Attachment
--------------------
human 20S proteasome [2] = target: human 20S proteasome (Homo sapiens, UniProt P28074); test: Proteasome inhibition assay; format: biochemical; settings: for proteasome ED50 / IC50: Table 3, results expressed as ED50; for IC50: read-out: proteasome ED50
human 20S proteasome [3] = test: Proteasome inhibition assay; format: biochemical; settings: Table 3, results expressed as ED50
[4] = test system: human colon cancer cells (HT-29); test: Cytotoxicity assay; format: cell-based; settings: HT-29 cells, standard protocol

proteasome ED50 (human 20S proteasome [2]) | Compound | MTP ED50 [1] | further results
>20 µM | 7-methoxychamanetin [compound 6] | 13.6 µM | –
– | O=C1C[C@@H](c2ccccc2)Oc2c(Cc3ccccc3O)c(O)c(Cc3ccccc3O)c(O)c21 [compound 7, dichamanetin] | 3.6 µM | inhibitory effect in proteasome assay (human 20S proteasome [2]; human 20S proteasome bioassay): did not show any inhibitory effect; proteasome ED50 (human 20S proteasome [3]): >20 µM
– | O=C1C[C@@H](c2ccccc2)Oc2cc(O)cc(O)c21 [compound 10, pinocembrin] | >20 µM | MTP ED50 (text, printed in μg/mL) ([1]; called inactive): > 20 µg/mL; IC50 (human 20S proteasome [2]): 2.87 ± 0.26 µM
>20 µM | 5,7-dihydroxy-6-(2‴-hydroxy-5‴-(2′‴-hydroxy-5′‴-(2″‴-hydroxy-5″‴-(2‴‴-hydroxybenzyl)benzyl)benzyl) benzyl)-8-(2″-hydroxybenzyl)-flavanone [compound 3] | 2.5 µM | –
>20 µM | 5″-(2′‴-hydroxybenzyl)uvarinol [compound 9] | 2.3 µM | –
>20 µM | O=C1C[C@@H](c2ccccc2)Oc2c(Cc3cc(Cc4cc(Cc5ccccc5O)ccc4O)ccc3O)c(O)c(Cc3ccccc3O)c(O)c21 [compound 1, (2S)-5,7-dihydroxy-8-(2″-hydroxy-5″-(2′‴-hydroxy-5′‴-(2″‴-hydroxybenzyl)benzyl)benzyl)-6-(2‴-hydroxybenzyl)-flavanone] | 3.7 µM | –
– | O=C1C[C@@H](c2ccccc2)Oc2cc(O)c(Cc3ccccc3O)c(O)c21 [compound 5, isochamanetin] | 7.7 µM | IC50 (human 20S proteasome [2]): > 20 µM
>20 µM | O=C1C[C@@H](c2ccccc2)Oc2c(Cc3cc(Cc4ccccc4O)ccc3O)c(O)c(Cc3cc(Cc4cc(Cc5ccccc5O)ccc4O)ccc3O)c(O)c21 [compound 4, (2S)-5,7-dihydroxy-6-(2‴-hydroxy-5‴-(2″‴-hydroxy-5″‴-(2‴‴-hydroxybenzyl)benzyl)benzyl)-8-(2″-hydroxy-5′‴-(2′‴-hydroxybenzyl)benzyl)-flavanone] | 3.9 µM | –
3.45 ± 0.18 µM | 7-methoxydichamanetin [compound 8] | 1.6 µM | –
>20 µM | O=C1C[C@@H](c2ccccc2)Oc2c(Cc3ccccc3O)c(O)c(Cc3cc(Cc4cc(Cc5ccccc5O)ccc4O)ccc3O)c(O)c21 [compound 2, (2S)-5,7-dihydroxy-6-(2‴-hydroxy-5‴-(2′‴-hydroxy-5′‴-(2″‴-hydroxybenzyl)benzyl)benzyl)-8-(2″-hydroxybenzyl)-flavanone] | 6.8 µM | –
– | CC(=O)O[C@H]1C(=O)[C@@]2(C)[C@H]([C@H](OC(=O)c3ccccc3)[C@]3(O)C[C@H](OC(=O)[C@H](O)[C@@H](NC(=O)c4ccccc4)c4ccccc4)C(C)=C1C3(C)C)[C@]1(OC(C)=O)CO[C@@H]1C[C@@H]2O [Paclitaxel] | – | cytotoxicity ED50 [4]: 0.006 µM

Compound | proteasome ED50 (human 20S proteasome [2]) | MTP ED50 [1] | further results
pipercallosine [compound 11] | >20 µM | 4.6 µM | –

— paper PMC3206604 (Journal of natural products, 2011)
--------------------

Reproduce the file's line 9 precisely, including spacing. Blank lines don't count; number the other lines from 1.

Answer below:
>20 µM | 5″-(2′‴-hydroxybenzyl)uvarinol [compound 9] | 2.3 µM | –